Journalism Is A Great Way To Grow As A Writer

I’ve been writing for the South African gaming website, EGMR (or eGamer), for the past five years. I’ve learnt an enormous amount from the whole experience – in fact it would be difficult to even describe how much I’ve changed and grown from these years and my time with the website. Now, today’s topic came about while I was spending my time reading and learning more about self-publishing and indie authors. I’ve seen many writers unsure of where to begin their journey, and aside from telling them “just start writing”, which is an entirely sound piece of advice, I felt that with my past experience journalism is an ideal beginning point.

Perhaps that sounds rather strange if you’re one of those who have a low opinion of the media. I’m often one of them, so that’s not to say you’re wrong or anything like that. It isn’t all bad though, and ideally when I say journalism I am referring to something more casual than corporate. That’s part of the reason I love writing for EGMR so much. There’s passion for the work, friendship and everyone is in it to help each other. I’m straying from the point though. Ideally, you want to work somewhere where you can be an individual.

Why journalism though? Well, there are a great many reasons I can provide, but I’ll try to condense the most important ones over the next few paragraphs.

The first lesson I learnt from journalism was how to summarise information. You may think of this as trivial, but it is often an essential part of writing. You may have a wonderful way with words, and you may have the best argument there is – but unless your content is deeply interesting, deeply controversial or you’ve got devoted or hardcore readers, not many will want to wade through thousands of words of information. Journalism teaches you how to take information that may even be boring and present it to your readers in a succinct and approachable way.

After honing this skill, you’ll find that when actually writing your stories, you will be able to summarise better and take the “less is more” approach where necessary. Sure, it’s not a perfect science, because I myself love to have long paragraphs describing the psychological impact of something or exploring harsh emotions for a build-up. We all love to write what we believe in. But this skill is invaluable when doing your edits and trimming down.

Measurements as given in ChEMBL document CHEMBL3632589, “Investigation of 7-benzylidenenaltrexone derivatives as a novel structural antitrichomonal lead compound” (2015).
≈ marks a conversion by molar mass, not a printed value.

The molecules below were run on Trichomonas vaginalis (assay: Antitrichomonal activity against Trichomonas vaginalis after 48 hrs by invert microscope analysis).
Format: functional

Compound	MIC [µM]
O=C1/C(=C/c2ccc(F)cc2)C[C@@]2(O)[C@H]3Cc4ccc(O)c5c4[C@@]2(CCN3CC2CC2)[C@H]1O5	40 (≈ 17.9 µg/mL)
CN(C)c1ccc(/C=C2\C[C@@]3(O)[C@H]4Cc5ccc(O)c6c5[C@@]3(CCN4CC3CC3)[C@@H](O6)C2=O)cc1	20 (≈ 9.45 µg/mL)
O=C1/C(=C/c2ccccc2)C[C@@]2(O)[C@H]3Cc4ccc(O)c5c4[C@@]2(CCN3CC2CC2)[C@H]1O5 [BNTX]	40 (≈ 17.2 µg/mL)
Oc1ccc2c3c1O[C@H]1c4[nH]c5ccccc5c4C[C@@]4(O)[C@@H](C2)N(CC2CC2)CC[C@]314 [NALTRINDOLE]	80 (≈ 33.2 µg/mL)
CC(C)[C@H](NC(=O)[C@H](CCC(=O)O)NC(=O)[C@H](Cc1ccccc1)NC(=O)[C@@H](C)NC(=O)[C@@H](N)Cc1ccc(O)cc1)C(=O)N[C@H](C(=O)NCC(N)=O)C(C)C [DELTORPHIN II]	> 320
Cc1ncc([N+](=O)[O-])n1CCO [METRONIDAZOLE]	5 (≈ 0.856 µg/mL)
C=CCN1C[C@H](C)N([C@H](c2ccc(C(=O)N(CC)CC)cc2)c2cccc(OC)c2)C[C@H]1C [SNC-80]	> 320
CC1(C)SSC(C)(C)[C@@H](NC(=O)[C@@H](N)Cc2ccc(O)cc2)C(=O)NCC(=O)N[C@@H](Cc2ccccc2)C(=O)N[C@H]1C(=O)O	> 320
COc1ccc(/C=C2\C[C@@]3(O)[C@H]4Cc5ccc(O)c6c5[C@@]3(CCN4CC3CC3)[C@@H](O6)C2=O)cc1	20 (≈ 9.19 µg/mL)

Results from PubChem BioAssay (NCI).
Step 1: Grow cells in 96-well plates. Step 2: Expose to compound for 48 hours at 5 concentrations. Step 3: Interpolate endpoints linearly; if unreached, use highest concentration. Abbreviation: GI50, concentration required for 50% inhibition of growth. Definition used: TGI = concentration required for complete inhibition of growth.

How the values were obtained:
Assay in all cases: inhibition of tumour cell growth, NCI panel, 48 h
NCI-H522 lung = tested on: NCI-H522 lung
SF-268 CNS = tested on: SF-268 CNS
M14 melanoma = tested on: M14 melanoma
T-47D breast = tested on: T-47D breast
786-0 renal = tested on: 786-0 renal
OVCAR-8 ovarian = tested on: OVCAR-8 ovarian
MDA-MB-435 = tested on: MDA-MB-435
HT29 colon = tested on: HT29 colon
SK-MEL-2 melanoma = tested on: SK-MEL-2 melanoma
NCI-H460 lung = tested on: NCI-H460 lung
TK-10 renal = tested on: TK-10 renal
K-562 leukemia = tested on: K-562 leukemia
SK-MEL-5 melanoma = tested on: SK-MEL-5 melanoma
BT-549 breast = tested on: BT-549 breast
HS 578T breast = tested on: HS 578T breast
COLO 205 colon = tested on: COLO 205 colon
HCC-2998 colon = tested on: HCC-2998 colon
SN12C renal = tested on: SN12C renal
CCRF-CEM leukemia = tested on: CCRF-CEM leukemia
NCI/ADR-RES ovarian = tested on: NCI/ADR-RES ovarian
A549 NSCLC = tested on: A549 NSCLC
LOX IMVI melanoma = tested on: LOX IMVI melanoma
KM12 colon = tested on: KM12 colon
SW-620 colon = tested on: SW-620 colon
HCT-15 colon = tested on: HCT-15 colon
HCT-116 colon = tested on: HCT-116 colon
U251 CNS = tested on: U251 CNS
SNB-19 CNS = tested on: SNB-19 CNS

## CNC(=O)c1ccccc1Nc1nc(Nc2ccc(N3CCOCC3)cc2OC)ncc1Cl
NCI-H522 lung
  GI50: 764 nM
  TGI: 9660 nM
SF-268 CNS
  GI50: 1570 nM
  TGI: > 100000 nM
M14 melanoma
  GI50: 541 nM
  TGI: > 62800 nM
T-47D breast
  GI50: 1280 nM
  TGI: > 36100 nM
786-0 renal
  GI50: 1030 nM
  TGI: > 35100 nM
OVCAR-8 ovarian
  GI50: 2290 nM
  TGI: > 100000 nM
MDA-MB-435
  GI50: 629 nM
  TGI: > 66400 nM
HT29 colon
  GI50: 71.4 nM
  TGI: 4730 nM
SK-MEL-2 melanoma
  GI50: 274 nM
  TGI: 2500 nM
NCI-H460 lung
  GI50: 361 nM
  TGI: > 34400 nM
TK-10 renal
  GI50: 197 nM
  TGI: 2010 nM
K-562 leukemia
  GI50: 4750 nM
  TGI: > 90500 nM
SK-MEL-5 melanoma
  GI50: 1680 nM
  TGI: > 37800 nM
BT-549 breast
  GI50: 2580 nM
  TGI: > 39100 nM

This may sound funny, but Twitter is yet another place that can help you get right to the point. Having a very limited number of characters to play with can help you remove all sorts of fluff and redundancy from your paragraphs. Tweeting is useful for this purpose.

The next vital lesson I learned from journalism is how to work on deadline. Now, while you probably won’t have deadlines with your writing unless you are affiliated with a traditional publisher, working on deadlines can directly help you with setting personal deadlines for yourself. For instance, if you’re used to working on deadline or within a small time window (news gets old and loses relevancy quickly), you’ll be able to push yourself and set plenty of short-term goals to make progress with your writing. There were nights where I said “by morning I will have finished chapter X”, and I was able to push myself to achieve that.

That leads me to the next critical benefit – perhaps one of the most important of all. Journalism teaches you how to edit. Any writer will tell you that after your initial process of thinking up ideas and refining them and actually writing and so on, editing happens not once, but multiple times during the writing process. You will continuously edit your work. Whether it’s structural mistakes, typos, grammar or plot errors, you’ll always find ways to edit. If you’ve been writing for six months, by the time you reach month six the things you wrote in month one will stand out as needing an edit. Editing makes your work professional, and it is one of the most important aspects of writing. The worst thing for a reader is experiencing something filled with errors or senseless mistakes that could have been easily avoided.